Audrey Tautou and Mathieu Kassovitz
Director: Jean Pierre Jeunet
Running Time: 120 mins
to buy on DVD 15th April
didn't have a normal childhood. Her father was a doctor and after dealing
with people all day, he would come home and keep himself to himself. He
would only ever speak to Amelie at her three monthly medical exam. Here,
Amelie would get so excited to actually talk to her father that when he
examined her, her heart would be beating very fast. Thinking she had a heart
problem, she was kept home from school and taught by her schoolmistress
mother, until she was killed in a bizarre church accident. With all this
time at home and no interaction with any other children, Amelie became a
dreamer, inventing friends and realities to keep herself from been lonely.
Seven years after mother's death she moved to Paris and became a waitress,
still keeping herself to herself and still dreaming. This all changed in
September 1997, when upon hearing that Princess Diana had been killed in
a tragic road accident, she dropped the top of her shampoo bottle. The round
top rolled to the wall and broke off a tile, revealing a secret hiding place.
In this place was an old tin box, holding the precious childhood processions
of a mystery man. Amelie decided to make it her goal to find the owner of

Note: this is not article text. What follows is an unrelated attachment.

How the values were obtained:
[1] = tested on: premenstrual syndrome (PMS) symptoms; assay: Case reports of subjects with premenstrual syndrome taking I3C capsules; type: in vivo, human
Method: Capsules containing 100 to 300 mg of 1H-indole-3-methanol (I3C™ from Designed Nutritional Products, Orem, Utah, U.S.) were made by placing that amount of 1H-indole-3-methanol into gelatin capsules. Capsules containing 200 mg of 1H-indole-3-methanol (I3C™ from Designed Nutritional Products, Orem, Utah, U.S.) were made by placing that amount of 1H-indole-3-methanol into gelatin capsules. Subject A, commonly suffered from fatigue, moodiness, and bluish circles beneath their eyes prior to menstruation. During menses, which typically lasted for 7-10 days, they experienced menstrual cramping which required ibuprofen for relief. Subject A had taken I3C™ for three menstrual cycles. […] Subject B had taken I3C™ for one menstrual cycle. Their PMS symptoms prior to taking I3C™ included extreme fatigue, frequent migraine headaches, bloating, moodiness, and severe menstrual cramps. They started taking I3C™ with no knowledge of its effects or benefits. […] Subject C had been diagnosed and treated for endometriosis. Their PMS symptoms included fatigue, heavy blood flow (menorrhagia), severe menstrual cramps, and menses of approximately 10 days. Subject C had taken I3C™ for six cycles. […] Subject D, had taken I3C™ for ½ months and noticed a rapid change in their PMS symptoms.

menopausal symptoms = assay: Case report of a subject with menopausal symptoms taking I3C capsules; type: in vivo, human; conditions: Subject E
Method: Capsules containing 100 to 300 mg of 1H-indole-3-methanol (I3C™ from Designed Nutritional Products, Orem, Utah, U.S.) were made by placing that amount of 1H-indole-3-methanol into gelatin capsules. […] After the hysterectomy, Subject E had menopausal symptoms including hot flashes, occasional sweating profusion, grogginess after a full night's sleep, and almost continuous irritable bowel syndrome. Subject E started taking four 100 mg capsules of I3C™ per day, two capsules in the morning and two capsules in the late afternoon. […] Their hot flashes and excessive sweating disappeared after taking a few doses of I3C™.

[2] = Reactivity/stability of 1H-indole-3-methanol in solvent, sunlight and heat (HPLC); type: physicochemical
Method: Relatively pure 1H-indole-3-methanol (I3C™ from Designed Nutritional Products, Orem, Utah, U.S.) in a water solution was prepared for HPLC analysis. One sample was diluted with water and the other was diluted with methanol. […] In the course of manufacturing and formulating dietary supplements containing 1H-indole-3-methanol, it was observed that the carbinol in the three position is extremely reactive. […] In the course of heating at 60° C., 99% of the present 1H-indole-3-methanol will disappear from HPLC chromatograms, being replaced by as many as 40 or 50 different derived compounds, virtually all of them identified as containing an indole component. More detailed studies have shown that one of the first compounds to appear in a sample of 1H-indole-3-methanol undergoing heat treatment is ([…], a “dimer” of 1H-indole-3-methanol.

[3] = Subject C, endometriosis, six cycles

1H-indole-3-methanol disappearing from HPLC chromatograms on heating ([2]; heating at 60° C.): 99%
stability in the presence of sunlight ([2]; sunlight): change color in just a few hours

the box and bring a little happiness back into his life. Looking around,
she realised that she could also help many other people with their problems,
all this time forgetting about her own.
From director Jean
Pierre Jeunet (The Delicatessen, The City of Lost Children and Alien Resurrection)
comes a delightful movie about how one person can affect so many others.
Yes it is French, yes it has subtitles, but this does not matter when the
movie is this good. Full of quirky, off the wall humour, the film is just
a joy to watch. Seeing Amelie's innocent view of the world unfold on screen
is both entertaining and extremely funny. A narrator, who tells you about
Amelie's and all the other character's backgrounds, ushers the movie along.
This works very well, as the characters themselves has very little dialogue.
This doesn't mean the performances are limited, the extremely beautiful
Audrey Tautou, who plays Amelie, can express more in a look towards camera
than many lesser performers can do with a whole monologue. This is a must
see movie and a refreshing change from the standard Hollywood fair or the
usual British movie involving some type of criminal element. Fresh, very
funny, charming and quite possibly the best 'Feel-good' movie to come along
is a very long time.
by director Jean Pierre Jeunet, Dolby Digital 5.1, Interactive menu &
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